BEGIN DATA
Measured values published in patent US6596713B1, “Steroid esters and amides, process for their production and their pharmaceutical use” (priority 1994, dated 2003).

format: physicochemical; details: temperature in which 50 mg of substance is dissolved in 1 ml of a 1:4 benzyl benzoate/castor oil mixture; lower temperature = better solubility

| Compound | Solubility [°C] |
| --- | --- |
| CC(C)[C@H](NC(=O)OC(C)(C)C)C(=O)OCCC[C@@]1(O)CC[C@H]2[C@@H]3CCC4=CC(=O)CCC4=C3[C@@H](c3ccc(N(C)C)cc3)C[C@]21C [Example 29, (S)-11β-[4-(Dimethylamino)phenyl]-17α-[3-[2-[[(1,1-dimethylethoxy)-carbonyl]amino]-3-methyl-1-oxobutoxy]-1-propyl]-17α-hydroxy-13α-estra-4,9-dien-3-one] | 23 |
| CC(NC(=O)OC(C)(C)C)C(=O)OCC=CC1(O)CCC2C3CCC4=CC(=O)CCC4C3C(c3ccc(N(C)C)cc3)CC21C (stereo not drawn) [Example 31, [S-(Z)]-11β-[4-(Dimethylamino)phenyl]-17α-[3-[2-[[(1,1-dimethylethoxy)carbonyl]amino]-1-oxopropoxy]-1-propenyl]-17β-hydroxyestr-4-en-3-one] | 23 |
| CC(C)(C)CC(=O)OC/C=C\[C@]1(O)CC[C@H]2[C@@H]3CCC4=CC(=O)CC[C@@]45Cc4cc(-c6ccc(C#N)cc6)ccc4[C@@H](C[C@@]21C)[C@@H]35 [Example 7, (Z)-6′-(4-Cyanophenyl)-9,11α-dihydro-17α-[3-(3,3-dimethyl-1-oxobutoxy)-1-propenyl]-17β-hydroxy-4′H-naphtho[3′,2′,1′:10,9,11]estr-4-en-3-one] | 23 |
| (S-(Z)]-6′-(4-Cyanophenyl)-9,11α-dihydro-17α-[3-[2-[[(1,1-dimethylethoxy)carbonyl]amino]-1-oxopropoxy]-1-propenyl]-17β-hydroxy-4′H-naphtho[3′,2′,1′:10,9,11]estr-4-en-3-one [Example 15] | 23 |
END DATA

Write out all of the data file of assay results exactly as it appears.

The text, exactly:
Measured values published in patent US6596713B1, “Steroid esters and amides, process for their production and their pharmaceutical use” (priority 1994, dated 2003).

format: physicochemical; details: temperature in which 50 mg of substance is dissolved in 1 ml of a 1:4 benzyl benzoate/castor oil mixture; lower temperature = better solubility

| Compound | Solubility [°C] |
| --- | --- |
| CC(C)[C@H](NC(=O)OC(C)(C)C)C(=O)OCCC[C@@]1(O)CC[C@H]2[C@@H]3CCC4=CC(=O)CCC4=C3[C@@H](c3ccc(N(C)C)cc3)C[C@]21C [Example 29, (S)-11β-[4-(Dimethylamino)phenyl]-17α-[3-[2-[[(1,1-dimethylethoxy)-carbonyl]amino]-3-methyl-1-oxobutoxy]-1-propyl]-17α-hydroxy-13α-estra-4,9-dien-3-one] | 23 |
| CC(NC(=O)OC(C)(C)C)C(=O)OCC=CC1(O)CCC2C3CCC4=CC(=O)CCC4C3C(c3ccc(N(C)C)cc3)CC21C (stereo not drawn) [Example 31, [S-(Z)]-11β-[4-(Dimethylamino)phenyl]-17α-[3-[2-[[(1,1-dimethylethoxy)carbonyl]amino]-1-oxopropoxy]-1-propenyl]-17β-hydroxyestr-4-en-3-one] | 23 |
| CC(C)(C)CC(=O)OC/C=C\[C@]1(O)CC[C@H]2[C@@H]3CCC4=CC(=O)CC[C@@]45Cc4cc(-c6ccc(C#N)cc6)ccc4[C@@H](C[C@@]21C)[C@@H]35 [Example 7, (Z)-6′-(4-Cyanophenyl)-9,11α-dihydro-17α-[3-(3,3-dimethyl-1-oxobutoxy)-1-propenyl]-17β-hydroxy-4′H-naphtho[3′,2′,1′:10,9,11]estr-4-en-3-one] | 23 |
| (S-(Z)]-6′-(4-Cyanophenyl)-9,11α-dihydro-17α-[3-[2-[[(1,1-dimethylethoxy)carbonyl]amino]-1-oxopropoxy]-1-propenyl]-17β-hydroxy-4′H-naphtho[3′,2′,1′:10,9,11]estr-4-en-3-one [Example 15] | 23 |